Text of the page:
South Auckland trainer Nigel Tiley. Photo: Trish Dunell
Pukekohe trainer Nigel Tiley is pleased to be back at work, but the COVID-19 lockdown period gave him a chance to ponder what his business might look like as we enter a new normal.
The champion jockey turned trainer is cognisant that businesses through all walks of life have been hit hard by COVID-19 and issues facing racing in New Zealand have been exacerbated by the economic impact of the virus.
“I have had to make some pretty tough decisions,” Tiley said. “I don’t know what the prizemoney is going to be next season so Lee (wife) and I took stock of all of our bloodstock.
“We are realistically going to downsize our stock and we are looking at trying to sell-down our interests in some of the horses and race them in Australia.
“I think it is the sensible thing for us to do with some of the nicer horses like Kissinger for example. He has been taken along quietly and as a four-year-old son of Tavistock will slot into a nice stable in Australia without any problem.
“We will still be taking quite a few to the races here and I am pretty excited about a horse like Riding The Wave, who I think will be competitive at the top end and we will keep him here for now.”
The change in business model has meant job losses at the South Auckland stable but the experienced horseman was keen to take a wait-and-see approach as racing looks to restart in July.
He was also keen to support racing on his home track, recognising the efficiencies for owners.
“We have got jumpouts next week and I will probably have seven have a hit-out there,” Tiley said. “By the time racing starts again I could have 10 to take to the races.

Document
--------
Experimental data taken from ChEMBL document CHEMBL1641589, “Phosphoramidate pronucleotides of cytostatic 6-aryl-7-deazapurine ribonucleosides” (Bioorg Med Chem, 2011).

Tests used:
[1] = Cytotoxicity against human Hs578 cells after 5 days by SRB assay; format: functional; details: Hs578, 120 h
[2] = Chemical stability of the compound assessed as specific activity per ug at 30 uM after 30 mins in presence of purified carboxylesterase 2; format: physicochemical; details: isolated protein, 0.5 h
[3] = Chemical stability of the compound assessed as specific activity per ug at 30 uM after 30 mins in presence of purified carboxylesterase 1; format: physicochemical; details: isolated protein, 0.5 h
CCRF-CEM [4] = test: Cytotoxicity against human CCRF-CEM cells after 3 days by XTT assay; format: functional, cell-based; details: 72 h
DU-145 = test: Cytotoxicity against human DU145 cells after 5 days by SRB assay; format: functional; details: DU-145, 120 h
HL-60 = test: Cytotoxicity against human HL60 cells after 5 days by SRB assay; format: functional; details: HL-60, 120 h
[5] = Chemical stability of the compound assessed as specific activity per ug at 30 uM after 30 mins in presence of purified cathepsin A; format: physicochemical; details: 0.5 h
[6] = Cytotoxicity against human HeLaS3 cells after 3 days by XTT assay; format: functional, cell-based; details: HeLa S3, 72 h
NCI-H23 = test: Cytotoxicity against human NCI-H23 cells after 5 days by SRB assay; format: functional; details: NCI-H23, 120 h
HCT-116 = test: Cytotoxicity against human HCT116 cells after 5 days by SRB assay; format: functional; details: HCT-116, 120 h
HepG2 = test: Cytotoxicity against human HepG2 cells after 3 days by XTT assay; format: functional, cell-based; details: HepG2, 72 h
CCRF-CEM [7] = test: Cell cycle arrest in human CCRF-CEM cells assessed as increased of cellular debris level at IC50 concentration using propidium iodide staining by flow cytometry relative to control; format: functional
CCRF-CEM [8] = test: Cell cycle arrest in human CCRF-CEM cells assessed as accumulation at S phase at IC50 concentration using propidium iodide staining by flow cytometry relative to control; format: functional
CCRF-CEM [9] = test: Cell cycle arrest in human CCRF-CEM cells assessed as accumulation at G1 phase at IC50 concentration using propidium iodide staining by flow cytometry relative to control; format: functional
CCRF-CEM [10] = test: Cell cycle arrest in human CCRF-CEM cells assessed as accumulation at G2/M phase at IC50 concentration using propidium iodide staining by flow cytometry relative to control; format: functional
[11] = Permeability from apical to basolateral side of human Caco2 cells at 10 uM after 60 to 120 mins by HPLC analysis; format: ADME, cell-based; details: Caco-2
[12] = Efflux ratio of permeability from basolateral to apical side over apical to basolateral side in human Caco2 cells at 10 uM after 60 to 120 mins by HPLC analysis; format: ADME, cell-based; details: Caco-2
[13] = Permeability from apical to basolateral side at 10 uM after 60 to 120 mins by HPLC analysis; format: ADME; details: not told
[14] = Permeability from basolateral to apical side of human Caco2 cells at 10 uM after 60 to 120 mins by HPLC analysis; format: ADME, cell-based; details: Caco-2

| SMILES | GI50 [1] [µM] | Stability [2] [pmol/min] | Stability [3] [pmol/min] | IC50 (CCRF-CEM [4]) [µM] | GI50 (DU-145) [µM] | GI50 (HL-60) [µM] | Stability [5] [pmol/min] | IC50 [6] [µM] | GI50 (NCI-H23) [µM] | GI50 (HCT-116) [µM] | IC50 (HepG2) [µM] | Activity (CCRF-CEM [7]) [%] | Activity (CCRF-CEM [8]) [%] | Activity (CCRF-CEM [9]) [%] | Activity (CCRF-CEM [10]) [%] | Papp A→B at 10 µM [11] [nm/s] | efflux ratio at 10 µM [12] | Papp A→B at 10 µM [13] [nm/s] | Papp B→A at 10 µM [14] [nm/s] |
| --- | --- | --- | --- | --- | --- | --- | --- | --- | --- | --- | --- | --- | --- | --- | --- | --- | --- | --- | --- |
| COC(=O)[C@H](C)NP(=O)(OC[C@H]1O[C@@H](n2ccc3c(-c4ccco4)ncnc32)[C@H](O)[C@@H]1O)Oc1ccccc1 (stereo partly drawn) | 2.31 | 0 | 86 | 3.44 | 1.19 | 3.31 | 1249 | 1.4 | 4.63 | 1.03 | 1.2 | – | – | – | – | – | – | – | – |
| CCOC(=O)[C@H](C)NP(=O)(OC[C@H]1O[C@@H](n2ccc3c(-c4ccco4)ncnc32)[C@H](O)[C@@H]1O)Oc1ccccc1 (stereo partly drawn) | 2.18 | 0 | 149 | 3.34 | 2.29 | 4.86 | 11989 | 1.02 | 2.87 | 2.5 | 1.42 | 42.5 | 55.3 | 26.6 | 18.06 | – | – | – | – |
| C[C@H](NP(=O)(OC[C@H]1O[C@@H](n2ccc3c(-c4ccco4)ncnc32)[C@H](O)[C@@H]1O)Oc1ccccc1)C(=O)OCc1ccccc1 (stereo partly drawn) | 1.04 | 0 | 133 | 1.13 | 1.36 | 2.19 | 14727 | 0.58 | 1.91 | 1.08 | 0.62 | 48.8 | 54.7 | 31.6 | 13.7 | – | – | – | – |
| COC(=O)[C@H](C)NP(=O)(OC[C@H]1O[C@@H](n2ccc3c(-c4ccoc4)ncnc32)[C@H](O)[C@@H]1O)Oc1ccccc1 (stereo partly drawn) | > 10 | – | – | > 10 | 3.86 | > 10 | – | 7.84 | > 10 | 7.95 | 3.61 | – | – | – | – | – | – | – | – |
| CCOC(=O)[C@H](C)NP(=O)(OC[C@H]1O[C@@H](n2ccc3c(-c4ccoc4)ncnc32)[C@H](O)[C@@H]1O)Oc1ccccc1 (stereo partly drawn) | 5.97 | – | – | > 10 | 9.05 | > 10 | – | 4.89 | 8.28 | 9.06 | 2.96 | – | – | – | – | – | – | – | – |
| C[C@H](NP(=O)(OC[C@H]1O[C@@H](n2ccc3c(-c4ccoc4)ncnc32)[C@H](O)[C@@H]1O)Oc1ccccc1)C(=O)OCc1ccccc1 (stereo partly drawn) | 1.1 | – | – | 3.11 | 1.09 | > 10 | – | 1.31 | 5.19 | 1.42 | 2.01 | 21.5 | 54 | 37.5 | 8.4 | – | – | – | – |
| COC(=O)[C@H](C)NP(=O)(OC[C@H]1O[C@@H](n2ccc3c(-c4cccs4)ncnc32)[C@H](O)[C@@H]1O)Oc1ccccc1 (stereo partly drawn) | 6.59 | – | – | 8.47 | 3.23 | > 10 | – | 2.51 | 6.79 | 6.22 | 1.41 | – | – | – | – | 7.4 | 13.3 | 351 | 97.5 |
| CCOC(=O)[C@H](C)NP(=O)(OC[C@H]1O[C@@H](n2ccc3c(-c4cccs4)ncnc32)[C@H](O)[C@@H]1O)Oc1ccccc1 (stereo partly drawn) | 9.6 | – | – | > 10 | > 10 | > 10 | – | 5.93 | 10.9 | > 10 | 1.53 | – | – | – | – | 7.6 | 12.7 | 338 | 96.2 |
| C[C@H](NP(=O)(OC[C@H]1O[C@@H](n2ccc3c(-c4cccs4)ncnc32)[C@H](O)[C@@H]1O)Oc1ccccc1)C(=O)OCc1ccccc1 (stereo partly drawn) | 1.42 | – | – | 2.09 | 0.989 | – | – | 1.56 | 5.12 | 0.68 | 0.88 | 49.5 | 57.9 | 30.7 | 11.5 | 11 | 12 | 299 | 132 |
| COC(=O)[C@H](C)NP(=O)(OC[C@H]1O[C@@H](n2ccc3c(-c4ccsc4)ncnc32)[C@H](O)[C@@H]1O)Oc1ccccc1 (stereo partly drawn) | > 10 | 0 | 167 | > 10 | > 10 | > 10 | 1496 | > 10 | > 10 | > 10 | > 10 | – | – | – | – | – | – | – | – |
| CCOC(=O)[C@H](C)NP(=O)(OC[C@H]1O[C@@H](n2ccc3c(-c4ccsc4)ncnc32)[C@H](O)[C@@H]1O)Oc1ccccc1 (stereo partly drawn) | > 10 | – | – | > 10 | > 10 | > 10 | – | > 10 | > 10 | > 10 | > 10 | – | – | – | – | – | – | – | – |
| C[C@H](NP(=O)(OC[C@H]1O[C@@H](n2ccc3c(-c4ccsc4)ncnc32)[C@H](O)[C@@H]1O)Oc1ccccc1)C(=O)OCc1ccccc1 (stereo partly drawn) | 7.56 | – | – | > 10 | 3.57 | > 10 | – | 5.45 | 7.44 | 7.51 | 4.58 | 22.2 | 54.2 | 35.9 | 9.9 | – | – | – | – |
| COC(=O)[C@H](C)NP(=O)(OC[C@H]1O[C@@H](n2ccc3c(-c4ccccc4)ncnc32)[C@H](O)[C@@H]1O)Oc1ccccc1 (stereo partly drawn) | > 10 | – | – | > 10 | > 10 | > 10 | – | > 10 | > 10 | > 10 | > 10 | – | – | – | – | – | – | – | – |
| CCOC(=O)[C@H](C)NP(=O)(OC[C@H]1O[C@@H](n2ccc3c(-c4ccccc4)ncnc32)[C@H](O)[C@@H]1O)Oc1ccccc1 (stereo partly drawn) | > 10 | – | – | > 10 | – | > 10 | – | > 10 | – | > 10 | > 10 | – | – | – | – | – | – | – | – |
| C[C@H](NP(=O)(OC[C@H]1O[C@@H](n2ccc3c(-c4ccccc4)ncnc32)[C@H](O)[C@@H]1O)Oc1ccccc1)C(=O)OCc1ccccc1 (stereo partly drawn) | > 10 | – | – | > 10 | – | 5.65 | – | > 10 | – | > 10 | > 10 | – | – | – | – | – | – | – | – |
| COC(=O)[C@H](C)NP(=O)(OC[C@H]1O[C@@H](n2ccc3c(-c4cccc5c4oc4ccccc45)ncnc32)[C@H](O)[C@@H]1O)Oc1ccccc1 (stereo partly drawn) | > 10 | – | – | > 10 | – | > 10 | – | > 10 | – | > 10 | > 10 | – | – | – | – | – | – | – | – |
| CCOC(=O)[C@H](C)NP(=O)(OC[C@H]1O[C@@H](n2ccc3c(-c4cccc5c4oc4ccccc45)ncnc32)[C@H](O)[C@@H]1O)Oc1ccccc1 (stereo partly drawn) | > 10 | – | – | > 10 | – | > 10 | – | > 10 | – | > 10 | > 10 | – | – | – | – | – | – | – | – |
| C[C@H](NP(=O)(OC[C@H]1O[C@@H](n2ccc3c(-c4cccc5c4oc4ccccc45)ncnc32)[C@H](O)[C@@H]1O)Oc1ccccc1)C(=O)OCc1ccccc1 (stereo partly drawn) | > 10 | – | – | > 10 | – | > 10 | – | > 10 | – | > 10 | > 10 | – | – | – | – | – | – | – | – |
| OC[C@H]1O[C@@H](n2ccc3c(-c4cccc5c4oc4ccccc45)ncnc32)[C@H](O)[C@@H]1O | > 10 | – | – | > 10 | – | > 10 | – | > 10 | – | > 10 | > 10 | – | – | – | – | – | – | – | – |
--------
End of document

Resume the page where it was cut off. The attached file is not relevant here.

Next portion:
“With a number of meetings at Counties, I will probably just stay local. It saves travelling costs for the owners and there might be the odd one that we take to Te Rapa through July but I think with the numbers I have got, there will be enough races for us at Counties.”
The 61-year-old has ruled out relocating or setting up a satellite stable in Australia and believed the COVID-19 crisis was an opportunity for racing in New Zealand to redefine itself.
He was also thankful for the government’s $72.5 million COVID-19 emergency relief package, which has largely been spent ensuring the TAB stayed solvent, in addition to investment in synthetic training and racing surfaces.
“It’s a time for everybody to reflect on what they want for the future,” Tiley said.
“Without Winston Peters’ bailout we would have been in serious trouble and I think it is up to the people in charge to make better decisions at the top.
“We have seen the streamlining that has gone on at the TAB and it is really unfortunate but obviously, we couldn’t afford it.
“I don’t think we need to rush or panic, but we do need to know what the stake money is going to be. Until we know that, it is hard to plan ahead.”
Tiley said the support from his ownership base through such an uncertain period had been remarkable.
“I rang a lot of my owners when we talked about potentially not bringing horses back into work when we felt we weren’t getting enough communication from RITA. All of my owners were happy to carry on.”
The globally successful horseman took a selfless approach when plotting the future of Group One performed three-year-old Riodini, who will join the stable of Gai Waterhouse and Adrian Bott this spring.
“It was a conversation that I instigated with Alan Galbraith (part-owner) and we had planned to take the horse to Sydney for a spring campaign,” Tiley said.
“When we talked about bringing him back into work I said to Alan that I couldn’t take him to Sydney given all of the uncertainty. It is the right thing for the horse and he deserves his opportunity.
“I am basically pre-training the horse at the moment and he goes to Sydney in July.
“Alan and his family have got a very nice horse and just because I can’t go to Sydney doesn’t mean to say that the horse shouldn’t.
“We have all got to adjust.”